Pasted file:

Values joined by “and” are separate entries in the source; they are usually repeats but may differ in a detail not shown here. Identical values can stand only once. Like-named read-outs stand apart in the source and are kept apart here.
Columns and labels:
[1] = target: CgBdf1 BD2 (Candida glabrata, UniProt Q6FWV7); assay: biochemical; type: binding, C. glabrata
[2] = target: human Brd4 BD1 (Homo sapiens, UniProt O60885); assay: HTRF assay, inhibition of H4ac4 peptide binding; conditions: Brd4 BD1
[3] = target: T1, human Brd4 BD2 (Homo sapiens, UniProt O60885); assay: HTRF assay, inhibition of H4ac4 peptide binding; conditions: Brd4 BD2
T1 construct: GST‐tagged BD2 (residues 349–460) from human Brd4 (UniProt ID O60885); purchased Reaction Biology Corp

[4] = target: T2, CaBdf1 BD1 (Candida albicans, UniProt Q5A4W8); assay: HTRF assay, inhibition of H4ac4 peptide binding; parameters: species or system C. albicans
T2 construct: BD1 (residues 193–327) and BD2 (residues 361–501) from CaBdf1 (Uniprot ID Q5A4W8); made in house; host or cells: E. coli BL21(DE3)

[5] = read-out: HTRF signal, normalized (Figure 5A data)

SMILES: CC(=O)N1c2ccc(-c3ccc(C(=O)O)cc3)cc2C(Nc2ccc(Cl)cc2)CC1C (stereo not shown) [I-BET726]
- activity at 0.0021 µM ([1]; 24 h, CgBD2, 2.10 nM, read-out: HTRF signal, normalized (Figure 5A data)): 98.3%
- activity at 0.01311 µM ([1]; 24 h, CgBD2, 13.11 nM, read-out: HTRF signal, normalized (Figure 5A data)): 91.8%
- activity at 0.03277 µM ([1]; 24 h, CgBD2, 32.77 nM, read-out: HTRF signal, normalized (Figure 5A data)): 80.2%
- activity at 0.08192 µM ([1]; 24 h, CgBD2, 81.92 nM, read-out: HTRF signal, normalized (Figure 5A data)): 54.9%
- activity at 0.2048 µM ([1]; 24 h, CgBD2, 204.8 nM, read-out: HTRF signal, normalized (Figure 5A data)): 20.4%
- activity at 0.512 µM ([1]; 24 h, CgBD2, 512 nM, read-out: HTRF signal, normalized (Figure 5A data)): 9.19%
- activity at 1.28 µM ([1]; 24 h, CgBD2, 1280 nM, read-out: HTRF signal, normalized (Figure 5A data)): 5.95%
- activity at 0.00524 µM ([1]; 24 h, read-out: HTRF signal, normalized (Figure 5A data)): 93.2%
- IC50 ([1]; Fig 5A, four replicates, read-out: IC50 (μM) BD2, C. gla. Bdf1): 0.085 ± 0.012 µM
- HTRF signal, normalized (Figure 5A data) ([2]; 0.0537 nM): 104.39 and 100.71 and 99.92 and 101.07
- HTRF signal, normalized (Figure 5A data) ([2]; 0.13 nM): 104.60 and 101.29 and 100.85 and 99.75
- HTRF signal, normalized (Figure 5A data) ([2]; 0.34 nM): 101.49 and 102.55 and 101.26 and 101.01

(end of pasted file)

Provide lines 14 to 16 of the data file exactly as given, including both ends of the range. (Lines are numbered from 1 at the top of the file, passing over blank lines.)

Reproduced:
- activity at 0.08192 µM ([1]; 24 h, CgBD2, 81.92 nM, read-out: HTRF signal, normalized (Figure 5A data)): 54.9%
- activity at 0.2048 µM ([1]; 24 h, CgBD2, 204.8 nM, read-out: HTRF signal, normalized (Figure 5A data)): 20.4%
- activity at 0.512 µM ([1]; 24 h, CgBD2, 512 nM, read-out: HTRF signal, normalized (Figure 5A data)): 9.19%